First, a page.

After the outbreak of World War II, Albert Euen’s son Richard joined the Wehrmacht. His mother Auguste died in 1940, and he lost his wife Aenne in the firestorm of 27-28 July 1943. His father Friedrich fought his way through the flames from his apartment on Schleusenstraße to his daughter’s home in Rahlstedt. This became his and Albert’s permanent address.
Albert Euen was a watchman for the "Hanseatische Wachinstitut,” a security service attached to the Kriegsmarine. He was stationed in Cherbourg during the Hamburg air raids, and was later transferred to Calais. Shortly before his 50th birthday he was released from service with the Kriegsmarine for health reasons and returned to Hamburg. There he was given a passport and again deployed as a watchman. He was discharged in February 1945.
Fritz Euen was conscripted into the Volkssturm in 1944. He and two others guarded the HHLA administration building in the Speicherstadt. They agreed among themselves to throw the one weapon remaining to them into the canal and wait out the end of the war, attracting as little attention to themselves as possible.
The "Hanseatische Wachinstitut” had chosen Albert Euen for a job in Kolding in Denmark, so he moved to Schleswig. There he rented a room at Friedrichstraße 2. On 5 March 1945, in a conversation at the kitchen table with two other boarders about the general situation, he allegedly spoke disparagingly about Goebbels and Göring, defended the Russians when they were criticized, and complained about the lack of meat allocations on the ration cards. One of the two women considered it her duty "as an employee of a National Socialist service” – the Motor Corps 16 – "to make a report, as Euen was to be sent abroad.” On 13 March the Schleswig SD contacted the security inspector about the upcoming deployment. In order to prevent his deployment, and because he was in possession of a valid passport with a visa for Denmark, Albert Euen was arrested on the "strong suspicion of violation of Section 5, Paragraph 1 of the Special Ordinance dealing with War Crimes of 17 August 1938 (subversion of the war effort). The woman who denounced him repeated what she heard "word for word,” as she said, when the SD questioned her. When the second woman was asked what she remembered, she said she hadn’t listened to Albert Euen, because he was a complainer, who constantly talked about the death of his wife and the loss of his home, and who grumbled about the meat rations.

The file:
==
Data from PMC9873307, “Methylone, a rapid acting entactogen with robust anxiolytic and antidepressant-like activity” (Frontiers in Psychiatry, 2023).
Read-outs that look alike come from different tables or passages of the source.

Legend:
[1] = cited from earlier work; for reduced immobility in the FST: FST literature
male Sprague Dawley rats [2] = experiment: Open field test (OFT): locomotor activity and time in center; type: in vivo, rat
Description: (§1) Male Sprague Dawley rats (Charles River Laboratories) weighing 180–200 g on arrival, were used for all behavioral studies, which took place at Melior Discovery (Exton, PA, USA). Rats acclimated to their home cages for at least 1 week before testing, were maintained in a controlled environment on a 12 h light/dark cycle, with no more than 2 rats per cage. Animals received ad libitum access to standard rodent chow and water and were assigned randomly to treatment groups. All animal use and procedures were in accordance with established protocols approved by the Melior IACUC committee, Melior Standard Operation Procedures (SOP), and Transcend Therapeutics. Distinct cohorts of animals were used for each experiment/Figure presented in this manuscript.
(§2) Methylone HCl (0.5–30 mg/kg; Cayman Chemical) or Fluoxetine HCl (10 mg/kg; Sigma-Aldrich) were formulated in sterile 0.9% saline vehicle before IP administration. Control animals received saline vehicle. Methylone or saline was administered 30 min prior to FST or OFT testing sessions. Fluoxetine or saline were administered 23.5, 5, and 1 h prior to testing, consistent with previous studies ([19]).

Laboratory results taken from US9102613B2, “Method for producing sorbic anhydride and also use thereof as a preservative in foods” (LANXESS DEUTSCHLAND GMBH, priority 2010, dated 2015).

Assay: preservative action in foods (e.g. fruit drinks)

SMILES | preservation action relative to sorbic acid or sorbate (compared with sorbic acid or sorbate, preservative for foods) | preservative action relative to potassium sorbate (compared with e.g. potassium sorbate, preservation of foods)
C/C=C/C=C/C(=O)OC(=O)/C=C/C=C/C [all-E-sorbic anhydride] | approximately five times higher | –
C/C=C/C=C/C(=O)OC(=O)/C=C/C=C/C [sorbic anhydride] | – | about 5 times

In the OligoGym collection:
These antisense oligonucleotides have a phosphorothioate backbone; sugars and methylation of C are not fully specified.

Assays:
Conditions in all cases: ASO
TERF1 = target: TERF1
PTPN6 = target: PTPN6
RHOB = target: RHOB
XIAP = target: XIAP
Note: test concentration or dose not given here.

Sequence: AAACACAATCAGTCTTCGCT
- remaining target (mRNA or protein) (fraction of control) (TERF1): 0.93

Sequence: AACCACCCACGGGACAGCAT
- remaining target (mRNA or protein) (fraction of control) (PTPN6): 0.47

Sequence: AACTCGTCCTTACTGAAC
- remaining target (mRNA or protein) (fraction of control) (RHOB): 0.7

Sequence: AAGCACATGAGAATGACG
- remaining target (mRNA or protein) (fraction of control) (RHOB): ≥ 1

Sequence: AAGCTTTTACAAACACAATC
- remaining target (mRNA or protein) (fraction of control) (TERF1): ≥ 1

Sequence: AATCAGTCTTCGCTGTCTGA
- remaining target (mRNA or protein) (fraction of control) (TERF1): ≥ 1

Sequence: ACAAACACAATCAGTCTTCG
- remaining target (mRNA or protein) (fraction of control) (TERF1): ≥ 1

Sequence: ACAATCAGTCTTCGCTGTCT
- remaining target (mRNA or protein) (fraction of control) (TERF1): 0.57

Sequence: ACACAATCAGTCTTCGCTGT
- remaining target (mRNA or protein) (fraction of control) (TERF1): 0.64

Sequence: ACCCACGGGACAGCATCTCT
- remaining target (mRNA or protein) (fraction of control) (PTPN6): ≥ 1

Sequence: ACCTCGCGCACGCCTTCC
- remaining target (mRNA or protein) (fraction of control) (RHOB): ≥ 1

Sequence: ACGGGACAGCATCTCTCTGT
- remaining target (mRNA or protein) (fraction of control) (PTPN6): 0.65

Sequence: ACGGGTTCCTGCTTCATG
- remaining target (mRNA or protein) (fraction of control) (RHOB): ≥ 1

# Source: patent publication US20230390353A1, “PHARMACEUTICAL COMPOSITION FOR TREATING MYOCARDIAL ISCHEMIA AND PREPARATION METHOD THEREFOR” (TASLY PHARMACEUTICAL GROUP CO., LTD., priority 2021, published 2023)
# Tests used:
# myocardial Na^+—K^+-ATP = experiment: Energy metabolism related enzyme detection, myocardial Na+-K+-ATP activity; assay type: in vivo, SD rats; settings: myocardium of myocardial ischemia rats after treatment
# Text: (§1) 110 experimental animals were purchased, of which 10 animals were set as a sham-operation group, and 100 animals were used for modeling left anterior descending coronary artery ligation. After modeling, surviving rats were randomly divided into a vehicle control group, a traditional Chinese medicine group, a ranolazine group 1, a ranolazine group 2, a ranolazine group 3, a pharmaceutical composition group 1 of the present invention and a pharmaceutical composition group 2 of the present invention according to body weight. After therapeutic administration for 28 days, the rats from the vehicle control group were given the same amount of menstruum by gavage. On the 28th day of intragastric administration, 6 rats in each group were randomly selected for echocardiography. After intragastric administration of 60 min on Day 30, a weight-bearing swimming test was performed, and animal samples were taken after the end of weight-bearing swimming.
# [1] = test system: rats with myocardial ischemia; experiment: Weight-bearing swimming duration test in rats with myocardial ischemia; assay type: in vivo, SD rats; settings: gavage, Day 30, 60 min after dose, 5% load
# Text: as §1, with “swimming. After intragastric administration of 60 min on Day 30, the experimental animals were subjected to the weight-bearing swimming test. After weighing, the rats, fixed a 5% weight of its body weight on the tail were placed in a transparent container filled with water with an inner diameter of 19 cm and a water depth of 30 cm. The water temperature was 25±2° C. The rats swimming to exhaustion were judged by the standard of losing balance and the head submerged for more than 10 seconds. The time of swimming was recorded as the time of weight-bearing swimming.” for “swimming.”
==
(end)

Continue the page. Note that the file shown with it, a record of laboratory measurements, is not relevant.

When he was questioned, Albert Euen denied the accusation. The SD transferred him to a prison in Kiel a day later. One week later the Kiel Gestapo asked the Senior Public Prosecutor at the Kiel Special Court to issue an arrest warrant, whereupon Albert Euen was registered at the Kiel Detention Center and Prison. During his questioning by Public Prosecutor Merten on 27 March, he surprisingly said: "I ask that you desist from questioning me today, and take me to a psychologist. My nerves are so frayed that I can’t be held responsible for what I say today.” The arrest warrant was issued, but not on the charge of subversion of the war effort, but rather for a violation of Section 2, Paragraph 2 of the Treachery Act. Solitary confinement was not considered necessary, but "risk of suicide” was noted, although this might have been added later. A second hearing never took place. Albert Euen was found dead in his cell on 30 March 1945 at 7 a.m. His death certificate, dated 7 September 1945, lists "suicide by hanging” as the cause of death.
Friedrich Euen, who was now 91 years old, searched for an entire year as to the whereabouts of his son. He received the notification of his son’s death and the death certificate on 18 March 1946. He died one year later. The family was never able to erase their doubts about Albert Euen’s "suicide.”
Translator: Amy Lee
Kindly supported by the Hermann Reemtsma Stiftung, Hamburg.
© Hildegard Thevs mit Irmgard Euen(†)
Quellen: VVN Hamburg, E 11, 26. Luise Euen; KZ-Gedenkstätte Neuengamme; div. AB; StaH, 332-7 Staatsangehörigkeitsaufsicht B III 38886; 332-8 Meldewesen, K 5004; Landesarchiv Schleswig-Holstein, Abt. 358, Nr. 7187.